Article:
Dick merriwells pranks;.., p.1
Dick Merriwell's Pranks; Or, Lively Times in the Orient,
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DICK MERRIWELL'S PRANKS
LIVELY TIMES IN THE ORIENT
BURT L. STANDISH
Author of the celebrated "Merriwell" stories, which are the favorite reading of over half a million up-to-date American boys. Catalogue sent free upon request.
STREET & SMITH, PUBLISHERS 79-89 Seventh Avenue, New York
Copyright, 1905 By STREET & SMITH
Dick Merriwell's Pranks
All rights reserved, including that of translation into foreign languages, including the Scandinavian.
CHAPTER I--IN THE BOSPORUS CHAPTER II--IN PERSIA CHAPTER III--THE PERSISTENCE OF ACHMET CHAPTER IV--THE CHALLENGE CHAPTER V--IN THE CEMETERY CHAPTER VI--THE SIGHTS OF STAMBOUL CHAPTER VII--LOST ON THE BURIED LAKE CHAPTER VIII--ON THE WAY TO DAMASCUS CHAPTER IX--THE STRUGGLE AT THE STATION CHAPTER X--THE GREEN-EYED MONSTER CHAPTER XI--A MAN OF COMMAND CHAPTER XII--BETWEEN LIFE AND DEATH CHAPTER XIII--INWARD TORTURE CHAPTER XIV--DICK DISOBEYS CHAPTER XV--PURCHASING A HUMAN BEING CHAPTER XVI--THE SWORD IS STAINED CHAPTER XVII--A POSITION OF PERIL CHAPTER XVIII--IN A DEADLY TRAP CHAPTER XIX--BRAD AND NADIA CHAPTER XX--THE FLIGHT CHAPTER XXI--SAVED BY PRAYER CHAPTER XXII--IN THE DESERT CHAPTER XXIII--THE FOUNT OF FURY CHAPTER XXIV--THE FATE OF A FOE CHAPTER XXV--SUNSET FROM THE CITADEL CHAPTER XXVI--SOME INTERESTING CONVERSATION CHAPTER XXVII--THE PROFESSOR'S GAME CHAPTER XXVIII--IN BUNOL'S POWER CHAPTER XXIX--THE PURSUIT ON THE RIVER CHAPTER XXX--HIS JUST DESERTS
CHAPTER I--IN THE BOSPORUS
The steamer had crossed the Sea of Marmora and entered the Bosporus. Itwas approaching Constantinople. On the right lay Asia, on the leftEurope. Either shore was lined with beautiful mosques and palaces, thefairylike towers and minarets gleaming in the sunshine.
The deck was crowded with people eagerly gazing on the bewitching scene.From that point of view it was a land of enchantment, strange,mysterious, fascinating. Shipping from all quarters of the globe lay inthe splendid harbor.
Among the crowd on deck were two boys who were making a European tour incharge of Professor Zenas Gunn, of the Fardale Military Academy, fromwhich one of the students had been unjustly expelled. This was DickMerriwell, the younger brother of the former great Yale athlete andscholar, Frank Merriwell.
With Dick was his chum and former roommate at Fardale, Bradley Buckhart,of Texas.
"What do you think of it, Brad?" asked Dick, placing a hand on theshoulder of his comrade, who was leaning on the rail and staring at thebewildering panorama.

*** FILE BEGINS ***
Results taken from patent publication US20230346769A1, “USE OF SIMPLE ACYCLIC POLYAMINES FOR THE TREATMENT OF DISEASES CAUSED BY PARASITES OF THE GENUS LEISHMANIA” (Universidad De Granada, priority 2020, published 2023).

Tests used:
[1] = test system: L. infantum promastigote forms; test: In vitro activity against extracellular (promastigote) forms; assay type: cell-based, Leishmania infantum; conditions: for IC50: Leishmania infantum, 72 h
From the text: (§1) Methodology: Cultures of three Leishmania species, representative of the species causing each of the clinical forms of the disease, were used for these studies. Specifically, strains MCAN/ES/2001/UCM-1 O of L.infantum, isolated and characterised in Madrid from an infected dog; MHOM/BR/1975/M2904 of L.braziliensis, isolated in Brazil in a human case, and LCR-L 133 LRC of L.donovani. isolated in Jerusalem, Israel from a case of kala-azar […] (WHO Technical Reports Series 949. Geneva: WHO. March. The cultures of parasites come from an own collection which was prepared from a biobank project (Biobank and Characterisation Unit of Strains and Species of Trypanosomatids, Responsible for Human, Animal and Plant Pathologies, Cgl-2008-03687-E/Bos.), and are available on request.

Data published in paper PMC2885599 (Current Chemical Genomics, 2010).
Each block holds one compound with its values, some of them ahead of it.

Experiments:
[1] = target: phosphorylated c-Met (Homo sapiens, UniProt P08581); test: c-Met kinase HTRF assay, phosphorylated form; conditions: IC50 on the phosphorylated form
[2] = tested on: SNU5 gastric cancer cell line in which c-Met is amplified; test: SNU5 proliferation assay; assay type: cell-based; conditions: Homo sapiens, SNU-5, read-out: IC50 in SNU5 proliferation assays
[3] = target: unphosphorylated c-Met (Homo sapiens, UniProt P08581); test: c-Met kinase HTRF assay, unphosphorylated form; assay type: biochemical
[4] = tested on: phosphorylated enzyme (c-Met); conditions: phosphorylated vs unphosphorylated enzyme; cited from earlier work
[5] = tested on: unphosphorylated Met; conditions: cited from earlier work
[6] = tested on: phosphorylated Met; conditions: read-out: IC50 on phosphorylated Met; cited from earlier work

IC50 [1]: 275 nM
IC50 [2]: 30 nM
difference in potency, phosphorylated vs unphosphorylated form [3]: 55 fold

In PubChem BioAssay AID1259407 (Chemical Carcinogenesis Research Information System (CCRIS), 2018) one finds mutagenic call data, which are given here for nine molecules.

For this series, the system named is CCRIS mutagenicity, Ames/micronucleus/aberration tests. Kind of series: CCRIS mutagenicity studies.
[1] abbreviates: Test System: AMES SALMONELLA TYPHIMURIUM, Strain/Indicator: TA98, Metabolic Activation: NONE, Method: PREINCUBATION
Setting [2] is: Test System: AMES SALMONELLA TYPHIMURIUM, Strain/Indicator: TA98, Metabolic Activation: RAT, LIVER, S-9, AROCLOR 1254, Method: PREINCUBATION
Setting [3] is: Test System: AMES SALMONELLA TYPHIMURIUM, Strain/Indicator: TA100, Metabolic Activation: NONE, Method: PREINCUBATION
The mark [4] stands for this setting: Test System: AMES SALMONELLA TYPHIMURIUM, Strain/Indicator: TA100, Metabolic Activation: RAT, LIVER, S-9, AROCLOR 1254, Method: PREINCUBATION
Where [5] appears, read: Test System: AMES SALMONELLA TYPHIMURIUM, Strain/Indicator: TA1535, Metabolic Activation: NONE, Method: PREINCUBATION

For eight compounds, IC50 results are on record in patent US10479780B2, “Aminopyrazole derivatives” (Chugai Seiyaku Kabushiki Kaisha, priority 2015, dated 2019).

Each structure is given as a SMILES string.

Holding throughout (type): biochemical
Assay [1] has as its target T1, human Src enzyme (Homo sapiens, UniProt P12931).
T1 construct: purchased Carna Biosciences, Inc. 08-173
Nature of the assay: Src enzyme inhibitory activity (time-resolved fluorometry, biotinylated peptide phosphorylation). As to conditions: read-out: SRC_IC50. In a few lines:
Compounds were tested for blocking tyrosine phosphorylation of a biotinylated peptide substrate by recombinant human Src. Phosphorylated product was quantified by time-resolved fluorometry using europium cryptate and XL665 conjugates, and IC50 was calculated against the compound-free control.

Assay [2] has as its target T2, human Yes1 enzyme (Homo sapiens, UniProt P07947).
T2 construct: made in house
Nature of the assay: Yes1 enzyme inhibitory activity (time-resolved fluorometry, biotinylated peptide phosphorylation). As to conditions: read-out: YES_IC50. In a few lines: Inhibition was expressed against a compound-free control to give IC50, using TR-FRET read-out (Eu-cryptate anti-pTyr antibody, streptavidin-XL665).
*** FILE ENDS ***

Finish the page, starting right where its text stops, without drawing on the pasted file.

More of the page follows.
Buckhart drew a deep breath.
"Pard," he answered, "she beats my dreams a whole lot. I certain didn'tallow that the country of the 'unspeakable Turk' could be half asbeautiful."
"Wait until we get on shore before you form an opinion," laughed Dick."It certainly is beautiful from here, but I have reasons to believe thatthings will not seem so beautiful on closer inspection."
"Then I opine I don't care to land!" exclaimed Brad. "I'd like toremember her just as she looks now."
"Hum! ha!" broke in another voice. "I don't blame you, my boy. Isn't shebeautiful! Isn't she wonderful! Isn't she ravishing!"
"All of that, professor," agreed the Texan.
Professor Gunn, who had joined them, readjusted his spectacles andthrust his hand into the bosom of his coat.
"I have admired her for a long time," he declared. "In fact, ever sincemy eyes first beheld her intellectual and classic countenance. Her hairis a golden halo."
"Eh?" grunted Buckhart, in surprise.
"Hair?" exclaimed Dick, puzzled.
"Her eyes are like limpid lakes," continued Zenas.
"Eyes?" gasped both boys.
"Her mouth is a well of wisdom."
"What are you talking about?" demanded Dick.
"Her teeth," went on the professor--"her teeth are pearls beyond price."
"Is he daffy?" muttered the Texan.
"And her form has all the grace of a gazelle. She is a dream ofenchantment. Every movement is a poem. I could worship her! I couldspend my life at the feet of such a woman listening to the musicalmurmur of her heavenly voice."
"Look here, professor," said Dick, "what is the matter with you?"
"I'm enthralled, enchanted, enraptured by that woman."
"Why, the one we are talking about, Sarah Ann Ketchum, president of theForeign Humanitarian Society, of Boston, Massachusetts. Who else could Ibe talking about?"
"Oh, murder!" exploded Brad. "Wouldn't that freeze you some!"
Both boys laughed heartily, much to the displeasure of the professor.
"Such uncalled-for mirth is unseemly," he declared. "I don't like it. Itoffends me very much. Besides, she may see you laughing, and that wouldharrow her sensitive soul."
"Professor, I didn't think it of you!" said Dick, trying to check hismerriment. "You are smashed on the lady from Boston--and you're married.Have you forgotten that?"
"Alas, no! I can never forget it! But do not use such vulgar andoffensive language. 'Smashed!' Shocking! You do not understand me. Sheis my ideal, my affinity, the soul of my soul! Yet I must worship herfrom afar; for, as you say, I am a married man. I have talked with her;I have heard the music of her voice; I have listened to the pearls ofwisdom which dropped from her sweet lips. But I haven't told her I ammarried. It wasn't necessary. Even if I were to know her better, even ifI were to become her friend, being a man of honor, that friendship wouldbe purely platonic."